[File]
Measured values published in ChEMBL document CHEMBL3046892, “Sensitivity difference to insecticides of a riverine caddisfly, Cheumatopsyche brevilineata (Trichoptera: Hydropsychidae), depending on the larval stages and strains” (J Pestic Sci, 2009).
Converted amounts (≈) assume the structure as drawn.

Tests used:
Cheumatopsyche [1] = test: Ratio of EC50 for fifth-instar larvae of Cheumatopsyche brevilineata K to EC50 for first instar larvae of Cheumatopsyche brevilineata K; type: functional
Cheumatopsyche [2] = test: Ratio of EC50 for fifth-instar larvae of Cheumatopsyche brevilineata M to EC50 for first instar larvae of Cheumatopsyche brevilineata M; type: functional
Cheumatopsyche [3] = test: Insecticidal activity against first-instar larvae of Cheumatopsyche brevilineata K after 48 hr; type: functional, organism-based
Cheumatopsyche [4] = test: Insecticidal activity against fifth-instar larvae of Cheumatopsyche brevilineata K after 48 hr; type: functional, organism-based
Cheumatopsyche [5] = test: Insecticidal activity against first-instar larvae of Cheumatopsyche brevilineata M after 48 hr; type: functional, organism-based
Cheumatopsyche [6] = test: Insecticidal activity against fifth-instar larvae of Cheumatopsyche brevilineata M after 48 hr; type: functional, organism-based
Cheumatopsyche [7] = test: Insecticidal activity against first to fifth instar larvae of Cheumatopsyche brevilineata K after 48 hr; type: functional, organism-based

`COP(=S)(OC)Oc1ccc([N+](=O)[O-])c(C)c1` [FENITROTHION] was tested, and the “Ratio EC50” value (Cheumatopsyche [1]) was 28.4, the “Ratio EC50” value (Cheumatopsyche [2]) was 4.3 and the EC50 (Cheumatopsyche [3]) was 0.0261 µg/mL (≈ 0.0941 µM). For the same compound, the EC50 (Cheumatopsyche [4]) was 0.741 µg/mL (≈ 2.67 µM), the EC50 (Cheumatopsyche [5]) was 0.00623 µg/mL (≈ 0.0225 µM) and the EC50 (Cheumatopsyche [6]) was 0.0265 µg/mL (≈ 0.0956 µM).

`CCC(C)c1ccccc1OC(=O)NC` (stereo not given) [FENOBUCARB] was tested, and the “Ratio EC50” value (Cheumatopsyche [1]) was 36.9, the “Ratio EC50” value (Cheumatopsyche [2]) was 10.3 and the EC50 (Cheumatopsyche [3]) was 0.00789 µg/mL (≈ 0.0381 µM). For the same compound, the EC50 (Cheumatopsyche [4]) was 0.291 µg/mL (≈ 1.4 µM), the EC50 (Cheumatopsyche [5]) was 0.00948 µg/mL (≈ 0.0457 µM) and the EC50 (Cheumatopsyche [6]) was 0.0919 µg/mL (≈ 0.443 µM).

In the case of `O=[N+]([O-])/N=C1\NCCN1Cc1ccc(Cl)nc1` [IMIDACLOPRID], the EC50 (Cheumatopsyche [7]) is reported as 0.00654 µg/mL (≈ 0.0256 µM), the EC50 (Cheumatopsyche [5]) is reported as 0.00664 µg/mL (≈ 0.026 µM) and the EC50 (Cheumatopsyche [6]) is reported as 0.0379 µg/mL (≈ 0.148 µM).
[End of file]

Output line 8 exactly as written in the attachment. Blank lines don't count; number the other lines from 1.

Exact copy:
Cheumatopsyche [5] = test: Insecticidal activity against first-instar larvae of Cheumatopsyche brevilineata M after 48 hr; type: functional, organism-based